336. Stalk Borers.—There are at least three species of insects which injure maize by boring in the stem, although they are often equally injurious to other plants, including weeds; namely, the stalk borer (Gortyna nitela Guen.), the smaller stalk borer (Pempelia Hgnosella Zeller) and the larger stalk borer (Diatraea saccharalis Fab.). 1 The most serious injury is usually done by the latter, which in the South Atlantic States occasionally amounts to twenty-five to fifty per cent of the crop. The larva is three-fourths inch long, white and marked with dark brown spots. It bores the stalks of young maize, seriously injuring it, and later bores into older stems, working down into the tap root, and passes the winter in the pupal stage in a channel about the surface of the ground or a little below. The moth issues in the spring, soon to lay eggs near the base of the leaves. It also attacks sugar cane and sorghum, as well as gama or sesame grass (Tripsacum dactyloides), and consequently is more likely to be a dangerous pest near swampy lands, where this grass grows. Clean culture and systematic rotation of crops is a fairly effective remedy.
337. The Crow.—In many sections, especially where maize is planted near clumps of timber, the American crow (Corvus A mericanus And.) pulls up and eats the young plant, often causing considerable damage. Most of the preventive measures recommended have for their basis methods of frightening the crows away until the plants are large enough to resist their attacks. Among these measures are the simple scarecrow, trapping the birds alive and keeping them tied in the field, and poisoning a few with maize grain soaked in strychnine as a warning. Coating the seed slightly with coal tar is sometimes quite effective. This may be done by dipping a wooden paddle into the hot liquid and then stirring it rapidly among the maize grains. There is some danger of decreasing the germination. It is generally conceded that except for this annual depredation the crow is useful to agriculture as a destroyer of insect pests.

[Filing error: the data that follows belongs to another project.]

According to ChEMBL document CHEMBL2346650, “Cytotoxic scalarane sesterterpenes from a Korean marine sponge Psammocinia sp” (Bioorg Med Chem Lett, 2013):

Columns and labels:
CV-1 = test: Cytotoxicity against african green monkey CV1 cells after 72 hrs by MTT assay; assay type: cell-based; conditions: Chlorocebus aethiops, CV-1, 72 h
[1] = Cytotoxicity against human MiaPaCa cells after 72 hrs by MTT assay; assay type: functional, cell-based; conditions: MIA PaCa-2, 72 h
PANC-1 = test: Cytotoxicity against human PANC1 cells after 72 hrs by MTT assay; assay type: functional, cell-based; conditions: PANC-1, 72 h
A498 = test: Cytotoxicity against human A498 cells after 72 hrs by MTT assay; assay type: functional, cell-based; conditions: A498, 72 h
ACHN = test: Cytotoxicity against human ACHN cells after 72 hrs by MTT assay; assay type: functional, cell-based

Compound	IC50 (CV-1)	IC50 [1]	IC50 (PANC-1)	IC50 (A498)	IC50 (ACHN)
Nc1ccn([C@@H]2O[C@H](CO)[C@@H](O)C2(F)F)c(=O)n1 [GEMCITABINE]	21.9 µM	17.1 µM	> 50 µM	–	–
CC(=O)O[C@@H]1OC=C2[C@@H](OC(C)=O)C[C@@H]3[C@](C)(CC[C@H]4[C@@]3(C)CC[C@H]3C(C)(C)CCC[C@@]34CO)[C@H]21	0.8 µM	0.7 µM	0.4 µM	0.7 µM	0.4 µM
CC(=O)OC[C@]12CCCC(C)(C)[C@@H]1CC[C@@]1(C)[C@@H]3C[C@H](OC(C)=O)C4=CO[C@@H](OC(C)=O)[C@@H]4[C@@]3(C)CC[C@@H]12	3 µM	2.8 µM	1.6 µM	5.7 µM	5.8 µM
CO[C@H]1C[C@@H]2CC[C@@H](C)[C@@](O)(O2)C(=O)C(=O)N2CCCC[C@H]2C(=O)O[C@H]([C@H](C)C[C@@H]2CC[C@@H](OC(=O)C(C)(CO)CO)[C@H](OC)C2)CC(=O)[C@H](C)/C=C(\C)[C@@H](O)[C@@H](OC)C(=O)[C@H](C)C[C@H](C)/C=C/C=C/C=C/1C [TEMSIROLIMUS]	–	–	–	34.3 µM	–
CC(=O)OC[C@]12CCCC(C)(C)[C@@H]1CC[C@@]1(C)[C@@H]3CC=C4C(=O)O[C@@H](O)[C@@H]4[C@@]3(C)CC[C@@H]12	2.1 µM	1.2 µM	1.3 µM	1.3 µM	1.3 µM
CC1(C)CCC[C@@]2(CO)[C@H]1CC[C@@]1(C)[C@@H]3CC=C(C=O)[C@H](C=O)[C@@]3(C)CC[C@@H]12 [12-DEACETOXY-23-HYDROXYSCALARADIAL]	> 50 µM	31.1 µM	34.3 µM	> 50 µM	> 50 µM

338. The American Blackbird (Agelaius photniceus Linn.) occasionally does somewhat serious damage by feeding upon grain while it is still soft.
339. The Striped Prairie Squirrel (Spermophilus 13-lituatus), especially in sections from Illinois westward, frequently makes replanting necessary by digging up and consuming the sprouting grain. Gillette has shown that injurious insects constitute a large proportion of its food. It is believed that these squirrels are not only beneficial to meadows and pastures, but to subsequent maize crops, because of their destruction of cutworms, wireworms, web-worms and similar insects.
I. HARVESTING AND PRESERVATION.
340. Harvesting.—Although there has been considerable progress in the harvesting of maize, no such profound changes have been made as those noted in the harvesting of the small grains. The larger part of the crop is still husked by hand from the standing plant and cattle allowed to roam over the husked fields to pick up neglected ears and nubbins, and to
conditions, but when shelled is subject to heating and molding, if not thoroughly air-dry. A difference of two per cent in moisture content may materially influence the keeping quality of the shelled grain.
When maize is stored in the ear, it is particularly subject to attacks from rats and mice because of the facility with which these vermin may pass between the ears. Special precautions